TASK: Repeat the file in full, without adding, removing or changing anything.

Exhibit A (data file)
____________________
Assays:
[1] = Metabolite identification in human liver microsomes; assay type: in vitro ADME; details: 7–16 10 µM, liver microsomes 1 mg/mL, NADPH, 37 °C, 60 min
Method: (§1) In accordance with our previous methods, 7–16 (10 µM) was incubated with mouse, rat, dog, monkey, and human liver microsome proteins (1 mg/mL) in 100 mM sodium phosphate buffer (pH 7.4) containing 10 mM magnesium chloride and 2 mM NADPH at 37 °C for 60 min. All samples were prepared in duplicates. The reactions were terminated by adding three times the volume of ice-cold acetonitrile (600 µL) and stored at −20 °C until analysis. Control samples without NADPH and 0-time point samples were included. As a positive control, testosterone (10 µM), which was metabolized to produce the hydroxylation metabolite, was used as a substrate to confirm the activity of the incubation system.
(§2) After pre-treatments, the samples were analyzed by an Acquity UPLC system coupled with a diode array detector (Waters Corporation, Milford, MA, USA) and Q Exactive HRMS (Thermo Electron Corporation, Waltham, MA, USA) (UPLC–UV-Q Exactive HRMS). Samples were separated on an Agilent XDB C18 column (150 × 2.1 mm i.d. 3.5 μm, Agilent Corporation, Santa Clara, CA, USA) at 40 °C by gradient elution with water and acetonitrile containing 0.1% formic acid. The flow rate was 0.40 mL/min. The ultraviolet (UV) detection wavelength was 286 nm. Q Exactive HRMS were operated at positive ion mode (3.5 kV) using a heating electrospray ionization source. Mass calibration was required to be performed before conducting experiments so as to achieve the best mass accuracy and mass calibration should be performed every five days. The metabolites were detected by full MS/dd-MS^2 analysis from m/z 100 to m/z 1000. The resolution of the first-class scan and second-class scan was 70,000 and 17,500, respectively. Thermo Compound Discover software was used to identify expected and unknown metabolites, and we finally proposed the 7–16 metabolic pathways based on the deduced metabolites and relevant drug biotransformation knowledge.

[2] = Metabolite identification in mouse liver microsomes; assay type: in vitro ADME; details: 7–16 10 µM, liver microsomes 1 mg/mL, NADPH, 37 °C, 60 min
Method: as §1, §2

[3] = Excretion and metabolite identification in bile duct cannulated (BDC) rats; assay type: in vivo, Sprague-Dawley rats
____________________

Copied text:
Assays:
[1] = Metabolite identification in human liver microsomes; assay type: in vitro ADME; details: 7–16 10 µM, liver microsomes 1 mg/mL, NADPH, 37 °C, 60 min
Method: (§1) In accordance with our previous methods, 7–16 (10 µM) was incubated with mouse, rat, dog, monkey, and human liver microsome proteins (1 mg/mL) in 100 mM sodium phosphate buffer (pH 7.4) containing 10 mM magnesium chloride and 2 mM NADPH at 37 °C for 60 min. All samples were prepared in duplicates. The reactions were terminated by adding three times the volume of ice-cold acetonitrile (600 µL) and stored at −20 °C until analysis. Control samples without NADPH and 0-time point samples were included. As a positive control, testosterone (10 µM), which was metabolized to produce the hydroxylation metabolite, was used as a substrate to confirm the activity of the incubation system.
(§2) After pre-treatments, the samples were analyzed by an Acquity UPLC system coupled with a diode array detector (Waters Corporation, Milford, MA, USA) and Q Exactive HRMS (Thermo Electron Corporation, Waltham, MA, USA) (UPLC–UV-Q Exactive HRMS). Samples were separated on an Agilent XDB C18 column (150 × 2.1 mm i.d. 3.5 μm, Agilent Corporation, Santa Clara, CA, USA) at 40 °C by gradient elution with water and acetonitrile containing 0.1% formic acid. The flow rate was 0.40 mL/min. The ultraviolet (UV) detection wavelength was 286 nm. Q Exactive HRMS were operated at positive ion mode (3.5 kV) using a heating electrospray ionization source. Mass calibration was required to be performed before conducting experiments so as to achieve the best mass accuracy and mass calibration should be performed every five days. The metabolites were detected by full MS/dd-MS^2 analysis from m/z 100 to m/z 1000. The resolution of the first-class scan and second-class scan was 70,000 and 17,500, respectively. Thermo Compound Discover software was used to identify expected and unknown metabolites, and we finally proposed the 7–16 metabolic pathways based on the deduced metabolites and relevant drug biotransformation knowledge.

[2] = Metabolite identification in mouse liver microsomes; assay type: in vitro ADME; details: 7–16 10 µM, liver microsomes 1 mg/mL, NADPH, 37 °C, 60 min
Method: as §1, §2

[3] = Excretion and metabolite identification in bile duct cannulated (BDC) rats; assay type: in vivo, Sprague-Dawley rats